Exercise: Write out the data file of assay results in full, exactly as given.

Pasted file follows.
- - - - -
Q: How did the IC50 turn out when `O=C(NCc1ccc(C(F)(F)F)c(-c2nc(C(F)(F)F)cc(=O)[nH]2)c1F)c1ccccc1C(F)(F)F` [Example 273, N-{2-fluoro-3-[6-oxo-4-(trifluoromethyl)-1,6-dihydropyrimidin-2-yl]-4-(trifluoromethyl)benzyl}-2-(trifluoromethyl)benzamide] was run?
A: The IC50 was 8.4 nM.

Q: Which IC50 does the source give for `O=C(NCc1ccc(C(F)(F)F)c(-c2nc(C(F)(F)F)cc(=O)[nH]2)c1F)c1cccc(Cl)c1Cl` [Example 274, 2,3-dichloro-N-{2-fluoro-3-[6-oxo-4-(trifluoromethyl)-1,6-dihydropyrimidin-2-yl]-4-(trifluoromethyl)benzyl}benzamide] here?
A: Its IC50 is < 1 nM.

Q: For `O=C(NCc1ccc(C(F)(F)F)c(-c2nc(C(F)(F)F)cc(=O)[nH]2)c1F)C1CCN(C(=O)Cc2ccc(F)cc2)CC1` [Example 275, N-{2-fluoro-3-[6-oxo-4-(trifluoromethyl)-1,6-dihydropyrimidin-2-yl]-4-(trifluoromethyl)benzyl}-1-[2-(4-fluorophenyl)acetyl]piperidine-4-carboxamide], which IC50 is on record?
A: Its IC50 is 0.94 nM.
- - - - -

Q: How did the IC50 turn out when `O=C(NCc1ccc(C(F)(F)F)c(-c2nc(C(F)(F)F)cc(=O)[nH]2)c1F)c1ccccc1C(F)(F)F` [Example 273, N-{2-fluoro-3-[6-oxo-4-(trifluoromethyl)-1,6-dihydropyrimidin-2-yl]-4-(trifluoromethyl)benzyl}-2-(trifluoromethyl)benzamide] was run?
A: The IC50 was 8.4 nM.

Q: Which IC50 does the source give for `O=C(NCc1ccc(C(F)(F)F)c(-c2nc(C(F)(F)F)cc(=O)[nH]2)c1F)c1cccc(Cl)c1Cl` [Example 274, 2,3-dichloro-N-{2-fluoro-3-[6-oxo-4-(trifluoromethyl)-1,6-dihydropyrimidin-2-yl]-4-(trifluoromethyl)benzyl}benzamide] here?
A: Its IC50 is < 1 nM.

Q: For `O=C(NCc1ccc(C(F)(F)F)c(-c2nc(C(F)(F)F)cc(=O)[nH]2)c1F)C1CCN(C(=O)Cc2ccc(F)cc2)CC1` [Example 275, N-{2-fluoro-3-[6-oxo-4-(trifluoromethyl)-1,6-dihydropyrimidin-2-yl]-4-(trifluoromethyl)benzyl}-1-[2-(4-fluorophenyl)acetyl]piperidine-4-carboxamide], which IC50 is on record?
A: Its IC50 is 0.94 nM.